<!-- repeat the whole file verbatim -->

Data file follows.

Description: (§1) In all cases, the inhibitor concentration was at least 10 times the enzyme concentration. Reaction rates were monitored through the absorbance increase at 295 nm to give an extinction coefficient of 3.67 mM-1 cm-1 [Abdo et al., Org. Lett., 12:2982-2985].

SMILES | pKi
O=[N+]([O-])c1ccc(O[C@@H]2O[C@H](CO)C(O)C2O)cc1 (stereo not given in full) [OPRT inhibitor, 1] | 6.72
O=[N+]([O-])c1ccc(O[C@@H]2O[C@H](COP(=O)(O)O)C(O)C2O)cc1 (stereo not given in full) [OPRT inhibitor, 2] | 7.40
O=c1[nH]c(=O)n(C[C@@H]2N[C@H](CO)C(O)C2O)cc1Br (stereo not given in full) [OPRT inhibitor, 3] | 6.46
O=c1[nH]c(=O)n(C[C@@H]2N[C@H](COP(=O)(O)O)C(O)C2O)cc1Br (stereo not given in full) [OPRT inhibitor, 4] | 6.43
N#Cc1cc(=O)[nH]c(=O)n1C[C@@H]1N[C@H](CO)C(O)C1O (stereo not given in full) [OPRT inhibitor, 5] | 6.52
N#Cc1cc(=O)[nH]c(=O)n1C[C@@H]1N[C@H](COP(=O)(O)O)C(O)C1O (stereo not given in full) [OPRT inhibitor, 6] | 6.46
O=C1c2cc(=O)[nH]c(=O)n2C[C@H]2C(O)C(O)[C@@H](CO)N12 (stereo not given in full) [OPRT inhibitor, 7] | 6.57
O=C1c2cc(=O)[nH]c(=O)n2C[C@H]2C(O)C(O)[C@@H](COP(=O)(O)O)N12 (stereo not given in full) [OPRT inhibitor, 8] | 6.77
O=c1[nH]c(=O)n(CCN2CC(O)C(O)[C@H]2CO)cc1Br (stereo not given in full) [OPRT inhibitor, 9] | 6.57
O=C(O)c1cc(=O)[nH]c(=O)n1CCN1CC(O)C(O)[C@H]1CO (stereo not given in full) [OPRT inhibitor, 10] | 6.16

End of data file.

Description: (§1) In all cases, the inhibitor concentration was at least 10 times the enzyme concentration. Reaction rates were monitored through the absorbance increase at 295 nm to give an extinction coefficient of 3.67 mM-1 cm-1 [Abdo et al., Org. Lett., 12:2982-2985].

SMILES | pKi
O=[N+]([O-])c1ccc(O[C@@H]2O[C@H](CO)C(O)C2O)cc1 (stereo not given in full) [OPRT inhibitor, 1] | 6.72
O=[N+]([O-])c1ccc(O[C@@H]2O[C@H](COP(=O)(O)O)C(O)C2O)cc1 (stereo not given in full) [OPRT inhibitor, 2] | 7.40
O=c1[nH]c(=O)n(C[C@@H]2N[C@H](CO)C(O)C2O)cc1Br (stereo not given in full) [OPRT inhibitor, 3] | 6.46
O=c1[nH]c(=O)n(C[C@@H]2N[C@H](COP(=O)(O)O)C(O)C2O)cc1Br (stereo not given in full) [OPRT inhibitor, 4] | 6.43
N#Cc1cc(=O)[nH]c(=O)n1C[C@@H]1N[C@H](CO)C(O)C1O (stereo not given in full) [OPRT inhibitor, 5] | 6.52
N#Cc1cc(=O)[nH]c(=O)n1C[C@@H]1N[C@H](COP(=O)(O)O)C(O)C1O (stereo not given in full) [OPRT inhibitor, 6] | 6.46
O=C1c2cc(=O)[nH]c(=O)n2C[C@H]2C(O)C(O)[C@@H](CO)N12 (stereo not given in full) [OPRT inhibitor, 7] | 6.57
O=C1c2cc(=O)[nH]c(=O)n2C[C@H]2C(O)C(O)[C@@H](COP(=O)(O)O)N12 (stereo not given in full) [OPRT inhibitor, 8] | 6.77
O=c1[nH]c(=O)n(CCN2CC(O)C(O)[C@H]2CO)cc1Br (stereo not given in full) [OPRT inhibitor, 9] | 6.57
O=C(O)c1cc(=O)[nH]c(=O)n1CCN1CC(O)C(O)[C@H]1CO (stereo not given in full) [OPRT inhibitor, 10] | 6.16